What is the first value of a suffix array?

What is the suffix array of
CTGTGATGTCGTAG
?

What justifies to ignore the time to compare strings?
 Adding the reverse complement of a genome to the suffix array allows to query both strands. How big is this suffix array for the human genome?

The length of the text +1 (or the length of the text in the 0based convention).

[15,13,6,10,1,14,5,11,8,3,12,9,4,7,2]

The first memory access to the genome will usually be a last level cache miss (approx. 100 ns). The following nucleotides are contiguous and can be prefetched, so comparing them to the query will be much faster (23 ns). No more than a few nucleotides need to be compared, so the time is dominated by the initial cache miss.
 Adding the reverse complement brings the size of the text to 6.4 billion characters. Since 33 bits are now required to store the largest value, the total size is 26.4 GB (not 25.6 GB).
The BurrowsWheeler transform
The BurrowsWheeler transform of a text is a permutation of this text. To construct it, we need to sort all the suffixes, but we replace the whole suffix by the preceding letter. For the suffix equal to the text itself, we write the terminator $
instead. Using the previous sketch, we obtain the BurrowsWheeler transform of GATGCGAGAGATG
as GGGGGGTCAA$TAA
, as shown below.
Before explaining how this will help, let us highlight a fundamental property of the BurrowsWheeler transformed text. Note that in the sketch above, the nucleotides appear in sorted order in the row immediately below the BurrowsWheeler transform. See that the first G
in the BurrowsWheeler transformed text is the one preceding $
. It is also the first G
to appear in the sorted text. The second G
in the BurrowsWheeler transformed text is the one preceding AGAGATG$
. It is also the second G
in the sorted text. The first T
in the BurrowsWheeler transformed text is the one preceding G$
. It is also the first T
in the sorted text. More generally, the letters of the BurrowsWheeler transformed text are in the same “relative” order as in the sorted text.

Why is this the case?

What is the BurrowsWheeler transform of
CTGTGATGTCGTAG
?

Take all the suffixes that start with
G
, say. Their relative lexicographic order is the same with or without thisG
. The order with theG
is that of the suffix array, and the order without theG
is that of the BurrowsWheeler transformed text. The same argument holds for the other characters of the alphabet. 
GTGT$ATCTTGGGAC
The backward search
Let us illustrate how the BurrowsWheeler transformed text can be used to look for GAGA
in the text. All the occurrences of GAGA
in the text end with A
. Each A
is also the first letter of some suffix of the text. Because such suffixes all start with A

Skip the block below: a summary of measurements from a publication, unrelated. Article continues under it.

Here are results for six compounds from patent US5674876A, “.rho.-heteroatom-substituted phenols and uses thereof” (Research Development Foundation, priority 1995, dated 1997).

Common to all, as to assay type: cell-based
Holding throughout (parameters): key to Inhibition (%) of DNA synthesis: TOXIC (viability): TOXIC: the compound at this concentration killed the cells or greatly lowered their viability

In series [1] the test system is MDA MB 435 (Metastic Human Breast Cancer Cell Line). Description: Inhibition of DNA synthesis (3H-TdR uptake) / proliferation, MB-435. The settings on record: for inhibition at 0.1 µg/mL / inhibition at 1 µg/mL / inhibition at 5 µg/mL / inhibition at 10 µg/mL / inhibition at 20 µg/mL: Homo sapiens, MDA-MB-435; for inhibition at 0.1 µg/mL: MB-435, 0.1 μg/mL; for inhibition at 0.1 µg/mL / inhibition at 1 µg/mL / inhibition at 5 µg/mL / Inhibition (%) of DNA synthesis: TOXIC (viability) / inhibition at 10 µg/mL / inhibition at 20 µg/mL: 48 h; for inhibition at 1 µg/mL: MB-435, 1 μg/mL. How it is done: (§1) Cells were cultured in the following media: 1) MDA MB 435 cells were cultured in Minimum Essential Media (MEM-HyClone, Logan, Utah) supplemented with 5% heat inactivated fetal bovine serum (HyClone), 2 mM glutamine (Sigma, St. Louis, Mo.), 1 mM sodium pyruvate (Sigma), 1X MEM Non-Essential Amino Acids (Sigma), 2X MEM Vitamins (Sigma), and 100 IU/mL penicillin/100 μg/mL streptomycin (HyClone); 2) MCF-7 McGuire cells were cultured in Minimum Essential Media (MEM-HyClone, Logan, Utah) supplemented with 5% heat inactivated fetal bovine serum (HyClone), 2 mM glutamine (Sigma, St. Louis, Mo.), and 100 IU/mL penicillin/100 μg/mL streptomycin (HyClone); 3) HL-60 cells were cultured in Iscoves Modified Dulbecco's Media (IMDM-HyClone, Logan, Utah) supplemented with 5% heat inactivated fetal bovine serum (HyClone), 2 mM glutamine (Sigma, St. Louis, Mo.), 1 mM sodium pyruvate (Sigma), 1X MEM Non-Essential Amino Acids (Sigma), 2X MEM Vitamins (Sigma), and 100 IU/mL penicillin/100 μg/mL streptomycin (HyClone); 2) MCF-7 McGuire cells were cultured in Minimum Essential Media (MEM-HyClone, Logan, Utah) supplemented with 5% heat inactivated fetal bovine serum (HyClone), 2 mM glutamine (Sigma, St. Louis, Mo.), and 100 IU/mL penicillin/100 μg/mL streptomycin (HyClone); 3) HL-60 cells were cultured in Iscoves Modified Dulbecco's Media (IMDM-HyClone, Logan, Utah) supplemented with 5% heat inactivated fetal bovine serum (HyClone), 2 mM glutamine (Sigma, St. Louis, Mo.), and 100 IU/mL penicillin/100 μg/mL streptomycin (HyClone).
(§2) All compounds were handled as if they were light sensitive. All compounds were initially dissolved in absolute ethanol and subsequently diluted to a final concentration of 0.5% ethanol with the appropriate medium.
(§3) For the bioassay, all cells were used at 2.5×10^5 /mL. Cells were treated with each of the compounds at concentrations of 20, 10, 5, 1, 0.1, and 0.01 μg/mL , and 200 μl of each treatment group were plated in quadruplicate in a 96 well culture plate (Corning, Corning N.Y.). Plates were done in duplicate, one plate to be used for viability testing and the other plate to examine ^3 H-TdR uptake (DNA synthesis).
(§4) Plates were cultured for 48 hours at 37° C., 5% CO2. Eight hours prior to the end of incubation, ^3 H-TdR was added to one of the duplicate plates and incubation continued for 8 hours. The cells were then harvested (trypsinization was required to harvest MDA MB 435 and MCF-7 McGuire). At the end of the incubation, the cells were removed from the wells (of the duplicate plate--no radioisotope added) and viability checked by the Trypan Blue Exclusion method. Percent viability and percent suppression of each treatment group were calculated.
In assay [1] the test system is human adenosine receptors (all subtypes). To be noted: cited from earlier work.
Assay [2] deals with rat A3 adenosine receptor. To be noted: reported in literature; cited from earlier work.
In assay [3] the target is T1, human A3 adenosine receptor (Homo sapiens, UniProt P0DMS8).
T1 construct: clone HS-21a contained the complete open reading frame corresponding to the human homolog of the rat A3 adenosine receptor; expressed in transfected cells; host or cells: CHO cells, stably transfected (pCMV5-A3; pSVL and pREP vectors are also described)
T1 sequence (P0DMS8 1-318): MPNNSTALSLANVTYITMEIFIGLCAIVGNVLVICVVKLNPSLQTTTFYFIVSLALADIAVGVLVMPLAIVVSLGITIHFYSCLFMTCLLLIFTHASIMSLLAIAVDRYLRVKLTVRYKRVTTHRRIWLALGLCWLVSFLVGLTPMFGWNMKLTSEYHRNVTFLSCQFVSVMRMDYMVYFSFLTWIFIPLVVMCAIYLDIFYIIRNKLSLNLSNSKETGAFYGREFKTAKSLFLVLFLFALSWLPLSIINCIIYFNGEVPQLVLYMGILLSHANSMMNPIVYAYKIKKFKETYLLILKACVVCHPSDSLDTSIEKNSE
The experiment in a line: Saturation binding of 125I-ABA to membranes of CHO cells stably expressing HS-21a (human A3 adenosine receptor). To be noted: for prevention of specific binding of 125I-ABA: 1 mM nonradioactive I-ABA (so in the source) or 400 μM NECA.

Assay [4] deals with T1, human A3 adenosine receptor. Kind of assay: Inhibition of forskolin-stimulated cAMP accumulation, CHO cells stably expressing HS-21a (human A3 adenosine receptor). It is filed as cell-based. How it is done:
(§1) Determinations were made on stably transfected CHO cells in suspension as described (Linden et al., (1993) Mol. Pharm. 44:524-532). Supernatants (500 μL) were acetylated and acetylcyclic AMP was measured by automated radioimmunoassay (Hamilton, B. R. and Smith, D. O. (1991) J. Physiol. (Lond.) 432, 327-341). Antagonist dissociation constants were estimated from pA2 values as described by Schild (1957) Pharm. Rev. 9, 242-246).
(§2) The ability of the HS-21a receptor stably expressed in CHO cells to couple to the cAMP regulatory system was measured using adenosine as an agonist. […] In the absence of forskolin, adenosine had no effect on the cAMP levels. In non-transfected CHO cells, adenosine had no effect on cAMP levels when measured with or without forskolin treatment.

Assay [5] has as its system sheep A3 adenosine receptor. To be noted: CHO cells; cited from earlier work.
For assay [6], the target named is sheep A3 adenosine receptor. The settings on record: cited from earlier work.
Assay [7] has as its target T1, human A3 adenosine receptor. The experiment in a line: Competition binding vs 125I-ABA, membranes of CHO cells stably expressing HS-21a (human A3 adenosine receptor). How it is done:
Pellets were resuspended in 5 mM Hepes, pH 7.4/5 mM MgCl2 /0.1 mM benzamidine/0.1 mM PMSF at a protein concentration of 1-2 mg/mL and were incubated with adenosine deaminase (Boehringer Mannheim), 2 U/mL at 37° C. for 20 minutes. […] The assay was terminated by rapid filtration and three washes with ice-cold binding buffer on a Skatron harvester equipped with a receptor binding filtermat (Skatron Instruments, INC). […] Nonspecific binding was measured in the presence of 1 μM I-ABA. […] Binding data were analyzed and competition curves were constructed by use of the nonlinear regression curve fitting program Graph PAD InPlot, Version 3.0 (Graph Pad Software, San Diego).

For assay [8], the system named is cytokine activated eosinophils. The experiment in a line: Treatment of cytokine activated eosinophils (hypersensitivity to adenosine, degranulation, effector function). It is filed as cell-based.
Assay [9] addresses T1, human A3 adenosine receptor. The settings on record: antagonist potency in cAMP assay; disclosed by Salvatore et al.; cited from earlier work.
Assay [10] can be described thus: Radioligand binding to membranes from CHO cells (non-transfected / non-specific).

, they are stored next to each other in the suffix array, namely between positions 2 and 5. However, only those suffixes preceded by a G
can potentially contain the query. This is exactly the information encoded by the BurrowsWheeler transformed text. In this concrete example, all the A
s are preceded by a G
, so the text contains 4 suffixes that start with GA
.
Since those 4 suffixes start in the same way, they are stored next to each other in the suffix array, but where are they exactly? The G
s preceding the A
s are the 2nd, 3rd, 4th and 5th G
s in the order of the BurrowWheeler transformed text, so they are also the 2nd, 3rd, 4th and 5th G
s in the sorted text. Knowing that the position of the first G
is 7, the suffixes that start with GA
are thus stored in positions 8 to 11 of the suffix array.
The process continues as we read the query backwards. The target suffixes must be preceded by an A
. According to the BurrowsWheeler transformed text, two suffixes are preceded by an A
, and since their relative order is the same as in the sorted text, we know that the suffixes starting with AGA
are at positions 2 and 3 of the suffix array. Finally, to complete the suffix GAGA
, the target suffixes must be preceded by a G
. According to the BurrowsWheeler transformed text, both suffixes at positions 2 and 3 are preceded by G
and, again, since their relative order is the same as in the sorted text, we know that the suffixes starting with GAGA
are at positions 8 and 9 of the suffix array.
The Occ table
Real world implementations of the backward search are based on a data structure called the Occ table (Occ stands for occurrence). The table contains the cumulative number of occurrences of each character in the BurrowsWheeler transformed text. It also comes together with an array called C that stores the position of the first occurrence of each character in the sorted text.
With these data structures, the backward search of GAGA